Extensible Image Serialization Format (XISF, pronounced [ɛksˈɪsf]) is the native file format of PixInsight. It is a free, open format for storage, management and interchange of digital images and associated data.

What Is XISF?

Although XISF has been originally conceived and implemented as the native file format of PixInsight, it is intended to be much more than that: Our hope is that XISF serves as an efficient tool for the development of modern imaging software, including not only software specialized in astronomy, but image processing software in a wide range of technical and general fields.

Two key elements in the design of XISF can be found in its title: extensible and serialization. Extensibility is crucial to adapt the format easily and efficiently to the requirements of present and future software applications. The architecture of XISF has to facilitate the development of extensions to the core format specification, and for this purpose XISF headers are standard XML documents. Serialization denotes the ability of XISF to store not just image data, but also data structures associated with the environments where the images evolve as living objects. These data structures can be deserialized to recreate the images along with their working contexts. We formalize the resources to store data structures and objects as properties of a variety of predefined data types. XISF properties can be directly associated with images, with entire XISF units, or be defined as standalone components.

XISF is a free format open to the contributions of anyone interested, including users of PixInsight and other applications, as well as individuals and groups from other development teams, institutions and companies involved or interested in image processing software.

XISF Resources

The XISF version 1.0 specification document has been released officially after three years of working drafts, and is now available on this website:

The reference XISF implementation in the C++ programming language is part of the PixInsight Class Library (PCL) distribution, which can be used freely to include XISF support in any application:

For discussion on the XISF format, its specification and implementations, feel free to join us at PixInsight Forum:

Implementing XISF Support in Your Application

Supporting monolithic XISF files is easy with our reference C++ implementation. That's a trivial task for any C++ application by linking statically to our PixInsight Class Library. With other languages, such as C# for example, creating a wrapper DLL is relatively simple.

The PixInsight Class Library (PCL) has been released under a liberal BSD-like license, so using our reference XISF implementation does not compromise your source code or the way you distribute your application at all.

The PCL XISF support classes are really powerful and easy to use, They do all of the complex work for you, and are readily available on FreeBSD, Linux, macOS and Windows platforms.

For example, reading an image in 32-bit floating point format can be as simple as:

#include <pcl/XISF.h>

using namespace pcl;

FImage image;
XISFReader xisf;
xisf.SetLogHandler( new MyXISFLogHandler );
xisf.Open( "/path/to/file.xisf" );
xisf.ReadImage( image );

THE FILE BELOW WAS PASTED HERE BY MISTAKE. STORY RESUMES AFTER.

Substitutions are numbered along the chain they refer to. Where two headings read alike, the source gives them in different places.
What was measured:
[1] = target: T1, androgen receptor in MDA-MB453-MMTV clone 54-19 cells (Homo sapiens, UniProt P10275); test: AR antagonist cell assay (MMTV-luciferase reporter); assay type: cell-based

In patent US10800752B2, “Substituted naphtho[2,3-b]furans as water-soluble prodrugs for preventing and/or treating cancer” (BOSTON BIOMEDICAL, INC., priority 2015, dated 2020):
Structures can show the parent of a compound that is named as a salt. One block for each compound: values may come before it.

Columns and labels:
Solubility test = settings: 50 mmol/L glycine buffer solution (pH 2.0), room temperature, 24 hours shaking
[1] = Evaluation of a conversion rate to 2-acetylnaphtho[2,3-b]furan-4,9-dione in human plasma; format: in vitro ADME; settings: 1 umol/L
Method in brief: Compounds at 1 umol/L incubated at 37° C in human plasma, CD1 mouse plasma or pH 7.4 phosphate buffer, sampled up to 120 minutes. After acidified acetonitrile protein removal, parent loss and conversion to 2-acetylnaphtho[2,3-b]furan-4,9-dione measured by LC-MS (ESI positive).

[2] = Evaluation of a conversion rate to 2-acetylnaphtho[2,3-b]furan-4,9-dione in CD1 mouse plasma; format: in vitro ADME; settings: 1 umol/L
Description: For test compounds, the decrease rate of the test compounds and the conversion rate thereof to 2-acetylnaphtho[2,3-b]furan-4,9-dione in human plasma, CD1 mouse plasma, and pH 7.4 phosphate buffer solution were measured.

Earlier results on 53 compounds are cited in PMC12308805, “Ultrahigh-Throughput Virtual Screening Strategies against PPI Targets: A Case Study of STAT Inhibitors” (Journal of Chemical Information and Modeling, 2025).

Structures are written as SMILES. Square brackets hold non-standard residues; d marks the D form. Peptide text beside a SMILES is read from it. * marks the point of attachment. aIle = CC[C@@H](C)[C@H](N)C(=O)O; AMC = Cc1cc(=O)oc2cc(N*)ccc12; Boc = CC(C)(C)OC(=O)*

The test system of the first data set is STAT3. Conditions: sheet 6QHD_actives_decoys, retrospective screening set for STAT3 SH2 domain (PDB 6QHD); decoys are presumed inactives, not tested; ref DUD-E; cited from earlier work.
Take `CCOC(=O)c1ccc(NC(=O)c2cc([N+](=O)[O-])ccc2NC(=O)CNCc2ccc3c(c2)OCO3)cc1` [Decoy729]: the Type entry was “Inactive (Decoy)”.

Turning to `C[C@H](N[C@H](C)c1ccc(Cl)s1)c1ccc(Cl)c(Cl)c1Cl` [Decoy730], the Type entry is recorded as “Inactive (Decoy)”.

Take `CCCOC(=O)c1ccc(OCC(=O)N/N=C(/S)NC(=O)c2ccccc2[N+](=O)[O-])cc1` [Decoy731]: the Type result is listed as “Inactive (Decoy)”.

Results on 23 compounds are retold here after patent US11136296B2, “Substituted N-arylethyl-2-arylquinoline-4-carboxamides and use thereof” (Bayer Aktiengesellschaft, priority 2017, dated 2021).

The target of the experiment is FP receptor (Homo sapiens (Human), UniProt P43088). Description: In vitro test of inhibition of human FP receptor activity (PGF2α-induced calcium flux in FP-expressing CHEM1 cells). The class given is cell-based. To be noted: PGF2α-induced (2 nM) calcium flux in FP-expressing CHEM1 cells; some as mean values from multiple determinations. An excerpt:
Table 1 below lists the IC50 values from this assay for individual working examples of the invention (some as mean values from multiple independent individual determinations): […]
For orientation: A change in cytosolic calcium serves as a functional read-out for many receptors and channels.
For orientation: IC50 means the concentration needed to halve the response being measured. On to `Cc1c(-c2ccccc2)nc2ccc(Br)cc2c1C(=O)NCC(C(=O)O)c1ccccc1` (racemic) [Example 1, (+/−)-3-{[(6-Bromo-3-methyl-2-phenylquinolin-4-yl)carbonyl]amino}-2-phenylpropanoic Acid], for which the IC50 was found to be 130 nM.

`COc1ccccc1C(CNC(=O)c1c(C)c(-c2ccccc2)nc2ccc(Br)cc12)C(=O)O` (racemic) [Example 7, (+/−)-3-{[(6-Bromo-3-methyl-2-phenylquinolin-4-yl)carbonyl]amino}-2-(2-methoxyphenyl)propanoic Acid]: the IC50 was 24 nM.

where MyXISFLogHandler is a simple class that you can define to receive informative, warning and recoverable error messages:

class MyXISFLogHandler : public XISFLogHandler

   virtual void Log( const String& text, message_type type )
      switch ( type )
      case XISFMessageType::Informative:
         std::cout << text;
      case XISFMessageType::Note:
         std::cout << "* " << text;
      case XISFMessageType::Warning:
         std::cerr << "** " << text;
      case XISFMessageType::RecoverableError:
         std::cerr << "*** " << text;

Our reference implementation is fully documented here:

And here is a command-line utility program for management and inspection of XISF files:

If you are interested in implementing XISF support in your application, let us know and we'll be glad to help.


Because we need a contemporary, efficient, interoperable, really flexible and extensible format to store images and their associated data structures.

Astronomical image processing applications, including PixInsight before XISF, have been using mainly the Flexible Image Transport System (FITS) format for decades. Unfortunately, FITS does not have any of the properties enumerated in the preceding paragraph. It is an obsolete, loosely defined format, has a rigid architecture, causes too many interoperability problems, and does not provide the required support and features to manage images efficiently.

Here is a brief, non-comprehensive list of important problems that we have been experiencing with FITS:

  • Lack of formal resources to define how images are to be interpreted and represented. For example, application A stores floating point images in an arbitrary range, say from -12345.123 to +6789.001. This can be done legally with FITS. Application B uses the range from 0 to 123456. B has no way to know how to interpret floating point pixel data written as FITS files by A, and vice-versa. If the developers of B manage to know the ranges used by A after a lot of trial-error work, nothing stops A from changing their data ranges at any moment. So despite the fact that both applications implement the FITS standard strictly, they have a serious interoperability problem caused by a loosely defined format. Interoperability issues can be purely accidental, or intentional, as an easy way to block data migration among applications. This cannot happen—and will never happen—with XISF.